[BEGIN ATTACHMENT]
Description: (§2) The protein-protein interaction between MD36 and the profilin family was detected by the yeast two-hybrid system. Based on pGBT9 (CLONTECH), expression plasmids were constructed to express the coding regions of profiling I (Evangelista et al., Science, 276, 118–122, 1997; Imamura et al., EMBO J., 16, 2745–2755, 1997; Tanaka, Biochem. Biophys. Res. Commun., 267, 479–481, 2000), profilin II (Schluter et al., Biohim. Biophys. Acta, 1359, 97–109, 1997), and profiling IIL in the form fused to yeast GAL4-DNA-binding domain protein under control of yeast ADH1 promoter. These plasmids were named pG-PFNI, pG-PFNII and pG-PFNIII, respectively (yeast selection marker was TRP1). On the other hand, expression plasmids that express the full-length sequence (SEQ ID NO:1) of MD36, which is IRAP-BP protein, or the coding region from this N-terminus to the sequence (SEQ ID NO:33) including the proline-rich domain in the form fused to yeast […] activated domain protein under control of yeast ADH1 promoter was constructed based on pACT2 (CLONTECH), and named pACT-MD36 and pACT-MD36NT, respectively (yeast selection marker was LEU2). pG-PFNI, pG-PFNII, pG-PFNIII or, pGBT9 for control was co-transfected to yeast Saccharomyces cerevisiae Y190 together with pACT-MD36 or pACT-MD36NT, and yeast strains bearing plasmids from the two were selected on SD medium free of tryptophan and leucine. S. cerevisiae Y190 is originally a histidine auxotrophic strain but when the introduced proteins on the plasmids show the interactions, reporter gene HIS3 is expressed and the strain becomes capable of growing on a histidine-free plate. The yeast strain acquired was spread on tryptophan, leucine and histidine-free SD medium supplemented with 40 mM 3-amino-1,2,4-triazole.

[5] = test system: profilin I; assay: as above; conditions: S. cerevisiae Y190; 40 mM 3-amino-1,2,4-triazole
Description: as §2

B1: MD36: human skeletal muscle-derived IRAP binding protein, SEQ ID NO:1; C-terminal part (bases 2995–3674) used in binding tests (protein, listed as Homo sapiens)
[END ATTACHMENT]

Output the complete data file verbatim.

Description: (§2) The protein-protein interaction between MD36 and the profilin family was detected by the yeast two-hybrid system. Based on pGBT9 (CLONTECH), expression plasmids were constructed to express the coding regions of profiling I (Evangelista et al., Science, 276, 118–122, 1997; Imamura et al., EMBO J., 16, 2745–2755, 1997; Tanaka, Biochem. Biophys. Res. Commun., 267, 479–481, 2000), profilin II (Schluter et al., Biohim. Biophys. Acta, 1359, 97–109, 1997), and profiling IIL in the form fused to yeast GAL4-DNA-binding domain protein under control of yeast ADH1 promoter. These plasmids were named pG-PFNI, pG-PFNII and pG-PFNIII, respectively (yeast selection marker was TRP1). On the other hand, expression plasmids that express the full-length sequence (SEQ ID NO:1) of MD36, which is IRAP-BP protein, or the coding region from this N-terminus to the sequence (SEQ ID NO:33) including the proline-rich domain in the form fused to yeast […] activated domain protein under control of yeast ADH1 promoter was constructed based on pACT2 (CLONTECH), and named pACT-MD36 and pACT-MD36NT, respectively (yeast selection marker was LEU2). pG-PFNI, pG-PFNII, pG-PFNIII or, pGBT9 for control was co-transfected to yeast Saccharomyces cerevisiae Y190 together with pACT-MD36 or pACT-MD36NT, and yeast strains bearing plasmids from the two were selected on SD medium free of tryptophan and leucine. S. cerevisiae Y190 is originally a histidine auxotrophic strain but when the introduced proteins on the plasmids show the interactions, reporter gene HIS3 is expressed and the strain becomes capable of growing on a histidine-free plate. The yeast strain acquired was spread on tryptophan, leucine and histidine-free SD medium supplemented with 40 mM 3-amino-1,2,4-triazole.

[5] = test system: profilin I; assay: as above; conditions: S. cerevisiae Y190; 40 mM 3-amino-1,2,4-triazole
Description: as §2

B1: MD36: human skeletal muscle-derived IRAP binding protein, SEQ ID NO:1; C-terminal part (bases 2995–3674) used in binding tests (protein, listed as Homo sapiens)